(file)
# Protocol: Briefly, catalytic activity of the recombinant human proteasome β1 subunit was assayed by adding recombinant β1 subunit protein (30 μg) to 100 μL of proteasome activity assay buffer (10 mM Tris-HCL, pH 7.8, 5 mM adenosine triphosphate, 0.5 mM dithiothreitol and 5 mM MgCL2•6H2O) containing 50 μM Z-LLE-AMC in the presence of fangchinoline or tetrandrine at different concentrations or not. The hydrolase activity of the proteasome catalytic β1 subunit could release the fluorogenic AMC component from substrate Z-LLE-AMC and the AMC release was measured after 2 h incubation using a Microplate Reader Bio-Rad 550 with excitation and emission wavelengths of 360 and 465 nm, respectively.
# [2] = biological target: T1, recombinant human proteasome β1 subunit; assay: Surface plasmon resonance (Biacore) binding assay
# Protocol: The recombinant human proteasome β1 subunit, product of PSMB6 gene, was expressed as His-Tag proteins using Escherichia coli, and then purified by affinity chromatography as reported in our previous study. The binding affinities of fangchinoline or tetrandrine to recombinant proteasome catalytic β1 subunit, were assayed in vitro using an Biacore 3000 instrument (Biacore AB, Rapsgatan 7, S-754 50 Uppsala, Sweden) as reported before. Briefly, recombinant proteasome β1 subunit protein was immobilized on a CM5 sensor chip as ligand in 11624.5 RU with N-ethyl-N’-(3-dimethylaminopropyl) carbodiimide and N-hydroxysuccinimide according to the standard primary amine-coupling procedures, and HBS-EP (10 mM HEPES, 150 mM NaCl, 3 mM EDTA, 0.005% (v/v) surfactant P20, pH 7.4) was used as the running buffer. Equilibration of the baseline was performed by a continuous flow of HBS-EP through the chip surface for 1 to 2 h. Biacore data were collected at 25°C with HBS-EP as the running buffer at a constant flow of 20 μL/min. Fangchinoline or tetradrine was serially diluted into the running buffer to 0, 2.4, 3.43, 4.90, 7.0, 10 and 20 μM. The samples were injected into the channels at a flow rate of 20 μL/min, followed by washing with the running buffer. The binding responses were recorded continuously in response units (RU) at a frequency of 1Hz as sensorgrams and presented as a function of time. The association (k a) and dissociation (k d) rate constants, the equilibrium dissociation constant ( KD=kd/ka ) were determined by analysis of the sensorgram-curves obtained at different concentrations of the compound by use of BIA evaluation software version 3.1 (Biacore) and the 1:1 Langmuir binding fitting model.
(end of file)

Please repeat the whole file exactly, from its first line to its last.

# Protocol: Briefly, catalytic activity of the recombinant human proteasome β1 subunit was assayed by adding recombinant β1 subunit protein (30 μg) to 100 μL of proteasome activity assay buffer (10 mM Tris-HCL, pH 7.8, 5 mM adenosine triphosphate, 0.5 mM dithiothreitol and 5 mM MgCL2•6H2O) containing 50 μM Z-LLE-AMC in the presence of fangchinoline or tetrandrine at different concentrations or not. The hydrolase activity of the proteasome catalytic β1 subunit could release the fluorogenic AMC component from substrate Z-LLE-AMC and the AMC release was measured after 2 h incubation using a Microplate Reader Bio-Rad 550 with excitation and emission wavelengths of 360 and 465 nm, respectively.
# [2] = biological target: T1, recombinant human proteasome β1 subunit; assay: Surface plasmon resonance (Biacore) binding assay
# Protocol: The recombinant human proteasome β1 subunit, product of PSMB6 gene, was expressed as His-Tag proteins using Escherichia coli, and then purified by affinity chromatography as reported in our previous study. The binding affinities of fangchinoline or tetrandrine to recombinant proteasome catalytic β1 subunit, were assayed in vitro using an Biacore 3000 instrument (Biacore AB, Rapsgatan 7, S-754 50 Uppsala, Sweden) as reported before. Briefly, recombinant proteasome β1 subunit protein was immobilized on a CM5 sensor chip as ligand in 11624.5 RU with N-ethyl-N’-(3-dimethylaminopropyl) carbodiimide and N-hydroxysuccinimide according to the standard primary amine-coupling procedures, and HBS-EP (10 mM HEPES, 150 mM NaCl, 3 mM EDTA, 0.005% (v/v) surfactant P20, pH 7.4) was used as the running buffer. Equilibration of the baseline was performed by a continuous flow of HBS-EP through the chip surface for 1 to 2 h. Biacore data were collected at 25°C with HBS-EP as the running buffer at a constant flow of 20 μL/min. Fangchinoline or tetradrine was serially diluted into the running buffer to 0, 2.4, 3.43, 4.90, 7.0, 10 and 20 μM. The samples were injected into the channels at a flow rate of 20 μL/min, followed by washing with the running buffer. The binding responses were recorded continuously in response units (RU) at a frequency of 1Hz as sensorgrams and presented as a function of time. The association (k a) and dissociation (k d) rate constants, the equilibrium dissociation constant ( KD=kd/ka ) were determined by analysis of the sensorgram-curves obtained at different concentrations of the compound by use of BIA evaluation software version 3.1 (Biacore) and the 1:1 Langmuir binding fitting model.